The intelligence reform bill is a fascinating case study of policymaking, or policy un-making, or something. It is a unique bill for the Bush presidency. [IMGCAP(1)]
We have President Bush now invested in the outcome of an important piece of legislation, having used some of his precious political capital to get the bill over the top — and then suffering a rare public setback when two of his own party committee chairmen thumbed their noses at him.
We have the famously disciplined administration seeing members of the Joint Chiefs of Staff publicly joining in the nose-thumbing at the president’s preferred policy — actually rejecting a plan that was drafted by Vice President Cheney’s counsel.
We have the Speaker declining to bring up a bill that clearly would have passed by a very comfortable margin on the House floor — probably by nearly 3-to-1 — because it would have passed with more Democratic than Republican votes.
And we have a bill that has been declared dead more often than Rasputin, yet which is still, somehow, very much alive. How Speaker Dennis Hastert (R-Ill.) and the president deal with the issue starting now will determine its outcome — and its impact on the president’s prestige, momentum and political capital.
The White House clearly never wanted major intelligence reform, and it showed no enthusiasm for the approach of the 9/11 commission. But with the prestige and involvement of the commission’s members and co-chairmen and their willingness to turn up the heat on this issue, there was no way the president could openly oppose reform. Indeed, he issued public expressions of support for it.
But no one who is seriously engaged in the issue believed that the president was doing more than paying lip service to it. The White House — and many House Republicans — hoped that they could drag the issue out long enough to run the clock out. They were relieved when the publicity faded enough during the campaign that the failure to pass reform did not provide the Democrats with a campaign issue.
After the election, momentum picked up again and the White House got more involved, as did Hastert. Concerns about control over the intelligence budget and the military chain of command were negotiated, the latter with language apparently drafted by the counsel to the vice president.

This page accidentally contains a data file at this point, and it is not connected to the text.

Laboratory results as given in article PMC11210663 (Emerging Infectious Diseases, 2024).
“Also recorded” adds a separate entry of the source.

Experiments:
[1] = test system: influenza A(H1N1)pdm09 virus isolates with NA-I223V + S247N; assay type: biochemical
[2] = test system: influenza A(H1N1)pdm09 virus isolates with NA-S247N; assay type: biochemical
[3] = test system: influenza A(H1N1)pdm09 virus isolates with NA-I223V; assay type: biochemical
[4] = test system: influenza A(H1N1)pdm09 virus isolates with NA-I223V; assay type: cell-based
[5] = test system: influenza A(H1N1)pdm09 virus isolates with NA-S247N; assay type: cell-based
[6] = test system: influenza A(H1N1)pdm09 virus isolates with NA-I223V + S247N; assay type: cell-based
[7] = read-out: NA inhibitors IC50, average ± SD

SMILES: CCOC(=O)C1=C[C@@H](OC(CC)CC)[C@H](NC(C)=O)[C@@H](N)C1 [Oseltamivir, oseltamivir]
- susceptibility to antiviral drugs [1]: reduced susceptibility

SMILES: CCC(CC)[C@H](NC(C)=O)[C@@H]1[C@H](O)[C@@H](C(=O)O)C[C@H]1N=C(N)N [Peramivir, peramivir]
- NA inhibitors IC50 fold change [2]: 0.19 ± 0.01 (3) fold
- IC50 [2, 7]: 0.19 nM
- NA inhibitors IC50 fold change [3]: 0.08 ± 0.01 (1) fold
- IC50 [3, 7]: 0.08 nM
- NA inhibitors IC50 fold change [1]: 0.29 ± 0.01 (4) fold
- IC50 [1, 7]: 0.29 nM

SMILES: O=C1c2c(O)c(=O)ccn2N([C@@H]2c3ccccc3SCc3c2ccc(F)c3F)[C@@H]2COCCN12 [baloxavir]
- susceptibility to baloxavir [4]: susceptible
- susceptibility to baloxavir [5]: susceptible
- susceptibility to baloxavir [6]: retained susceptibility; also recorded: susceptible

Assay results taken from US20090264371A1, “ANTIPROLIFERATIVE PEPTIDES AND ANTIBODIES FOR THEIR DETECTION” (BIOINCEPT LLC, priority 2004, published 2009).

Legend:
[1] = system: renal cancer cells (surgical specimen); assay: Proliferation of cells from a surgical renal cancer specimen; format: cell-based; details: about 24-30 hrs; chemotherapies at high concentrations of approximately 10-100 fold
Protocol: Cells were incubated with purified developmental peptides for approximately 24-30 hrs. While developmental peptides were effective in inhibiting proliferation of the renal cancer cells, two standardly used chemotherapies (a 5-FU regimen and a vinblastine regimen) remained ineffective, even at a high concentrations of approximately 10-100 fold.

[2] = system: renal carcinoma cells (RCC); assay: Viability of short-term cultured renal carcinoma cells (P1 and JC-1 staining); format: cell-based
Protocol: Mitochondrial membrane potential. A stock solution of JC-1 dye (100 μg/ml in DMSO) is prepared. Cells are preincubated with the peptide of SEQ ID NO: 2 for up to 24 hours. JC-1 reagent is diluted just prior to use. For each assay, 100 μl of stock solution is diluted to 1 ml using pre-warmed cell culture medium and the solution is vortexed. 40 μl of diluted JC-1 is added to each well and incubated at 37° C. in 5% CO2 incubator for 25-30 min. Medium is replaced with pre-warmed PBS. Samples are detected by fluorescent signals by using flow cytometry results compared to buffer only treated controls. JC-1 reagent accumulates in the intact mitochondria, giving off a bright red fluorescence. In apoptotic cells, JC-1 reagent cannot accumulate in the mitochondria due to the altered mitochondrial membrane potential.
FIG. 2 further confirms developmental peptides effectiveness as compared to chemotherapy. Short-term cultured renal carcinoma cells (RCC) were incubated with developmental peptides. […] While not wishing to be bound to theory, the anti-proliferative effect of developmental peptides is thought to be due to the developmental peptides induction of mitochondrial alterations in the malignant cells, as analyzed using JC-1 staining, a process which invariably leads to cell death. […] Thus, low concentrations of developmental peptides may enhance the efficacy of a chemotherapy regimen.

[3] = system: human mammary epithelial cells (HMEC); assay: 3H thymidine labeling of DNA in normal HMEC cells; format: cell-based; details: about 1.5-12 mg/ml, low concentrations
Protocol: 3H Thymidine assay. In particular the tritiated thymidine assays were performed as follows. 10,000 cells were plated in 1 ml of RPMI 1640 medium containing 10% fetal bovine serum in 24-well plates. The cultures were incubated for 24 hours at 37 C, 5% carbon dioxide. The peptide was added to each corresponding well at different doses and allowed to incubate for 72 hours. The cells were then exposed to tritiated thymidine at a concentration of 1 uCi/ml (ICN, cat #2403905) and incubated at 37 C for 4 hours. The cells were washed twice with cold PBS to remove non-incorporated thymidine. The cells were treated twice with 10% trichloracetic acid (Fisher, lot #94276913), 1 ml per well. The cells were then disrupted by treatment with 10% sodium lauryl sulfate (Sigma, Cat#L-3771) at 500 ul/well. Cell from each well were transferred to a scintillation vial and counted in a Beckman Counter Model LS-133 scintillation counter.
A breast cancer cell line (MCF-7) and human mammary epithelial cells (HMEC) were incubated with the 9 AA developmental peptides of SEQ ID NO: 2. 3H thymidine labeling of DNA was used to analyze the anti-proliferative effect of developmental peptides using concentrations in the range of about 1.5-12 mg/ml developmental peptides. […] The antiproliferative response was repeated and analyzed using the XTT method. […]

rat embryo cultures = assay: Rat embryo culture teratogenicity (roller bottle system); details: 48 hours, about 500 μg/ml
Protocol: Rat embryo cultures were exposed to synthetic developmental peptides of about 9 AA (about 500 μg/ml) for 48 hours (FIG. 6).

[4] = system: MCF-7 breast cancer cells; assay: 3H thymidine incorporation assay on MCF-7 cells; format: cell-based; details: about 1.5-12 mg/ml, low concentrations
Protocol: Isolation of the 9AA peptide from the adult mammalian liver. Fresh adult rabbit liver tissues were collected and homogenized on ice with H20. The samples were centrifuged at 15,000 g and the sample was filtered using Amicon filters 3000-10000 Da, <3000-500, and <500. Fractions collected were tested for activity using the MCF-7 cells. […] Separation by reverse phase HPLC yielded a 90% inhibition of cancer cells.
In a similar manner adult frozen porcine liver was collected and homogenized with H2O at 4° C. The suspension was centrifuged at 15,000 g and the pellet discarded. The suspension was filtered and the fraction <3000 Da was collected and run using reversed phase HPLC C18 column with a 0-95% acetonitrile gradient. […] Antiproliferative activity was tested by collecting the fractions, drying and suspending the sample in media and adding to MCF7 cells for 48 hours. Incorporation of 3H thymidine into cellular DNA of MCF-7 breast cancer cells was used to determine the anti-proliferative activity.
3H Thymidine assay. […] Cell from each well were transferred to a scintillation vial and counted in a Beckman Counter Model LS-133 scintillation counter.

Once it looked as if some version of the plan was going to pass, the president moved more aggressively to get out in front of the parade. Yet his calls for passage — and his visible efforts to push House Members to make it law — backfired when Rep. Duncan Hunter (R-Calif.) and a group of Armed Services Committee conservatives, along with Judiciary Chairman Jim Sensenbrenner (R-Wis.), dug in their heels.
After this internal rebellion, the Speaker and the president came to a crossroads. The bill that emerged from the conference would clearly have passed comfortably on the House floor and would have been adopted by a unanimous or near-unanimous margin in the Senate. But passage in the House would have been with an overwhelming proportion of Democrats and an underwhelming proportion of Republicans. So the Speaker pulled the plug.
Anyone who has listened to Hastert reflect on his philosophy as Speaker — or watched him in the trenches — would not have been shocked. Last year, at a major conference on the Speakership, Hastert made clear that he sees himself primarily as a representative of the majority party, and of the majority of the majority — not as the representative of the whole House.
But the decision to pull a bill with broad bipartisan support, and one in which the Speaker had played a helpful and constructive role during the negotiations, was still striking.